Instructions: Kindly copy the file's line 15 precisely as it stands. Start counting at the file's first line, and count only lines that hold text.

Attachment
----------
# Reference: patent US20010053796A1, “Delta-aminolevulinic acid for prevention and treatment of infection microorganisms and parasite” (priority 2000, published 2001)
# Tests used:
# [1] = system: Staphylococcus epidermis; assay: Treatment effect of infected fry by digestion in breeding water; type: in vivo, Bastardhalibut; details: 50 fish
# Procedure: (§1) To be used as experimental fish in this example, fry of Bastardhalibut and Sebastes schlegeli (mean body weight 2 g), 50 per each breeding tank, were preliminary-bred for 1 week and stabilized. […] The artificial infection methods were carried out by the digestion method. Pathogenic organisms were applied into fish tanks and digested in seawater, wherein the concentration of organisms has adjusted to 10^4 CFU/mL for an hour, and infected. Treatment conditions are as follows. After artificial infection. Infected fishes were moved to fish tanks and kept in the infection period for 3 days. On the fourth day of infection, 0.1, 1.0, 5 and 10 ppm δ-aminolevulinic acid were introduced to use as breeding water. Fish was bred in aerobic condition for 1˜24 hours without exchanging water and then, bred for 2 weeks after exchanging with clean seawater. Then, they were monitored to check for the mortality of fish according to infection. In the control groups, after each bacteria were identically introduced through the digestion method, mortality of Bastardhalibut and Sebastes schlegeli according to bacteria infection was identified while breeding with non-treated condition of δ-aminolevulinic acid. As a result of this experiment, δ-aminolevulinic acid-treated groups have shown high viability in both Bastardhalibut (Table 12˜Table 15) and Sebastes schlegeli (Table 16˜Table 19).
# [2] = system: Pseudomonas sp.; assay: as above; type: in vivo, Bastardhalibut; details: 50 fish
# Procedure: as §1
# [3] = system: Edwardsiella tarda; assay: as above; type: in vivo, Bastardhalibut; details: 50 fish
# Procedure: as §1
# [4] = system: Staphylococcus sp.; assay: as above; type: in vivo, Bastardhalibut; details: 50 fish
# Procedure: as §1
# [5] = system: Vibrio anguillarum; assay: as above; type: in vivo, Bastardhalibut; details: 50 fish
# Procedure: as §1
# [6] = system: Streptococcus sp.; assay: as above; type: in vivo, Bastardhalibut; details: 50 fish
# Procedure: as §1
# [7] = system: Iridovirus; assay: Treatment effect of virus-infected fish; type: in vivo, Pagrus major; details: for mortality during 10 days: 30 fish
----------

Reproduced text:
# [7] = system: Iridovirus; assay: Treatment effect of virus-infected fish; type: in vivo, Pagrus major; details: for mortality during 10 days: 30 fish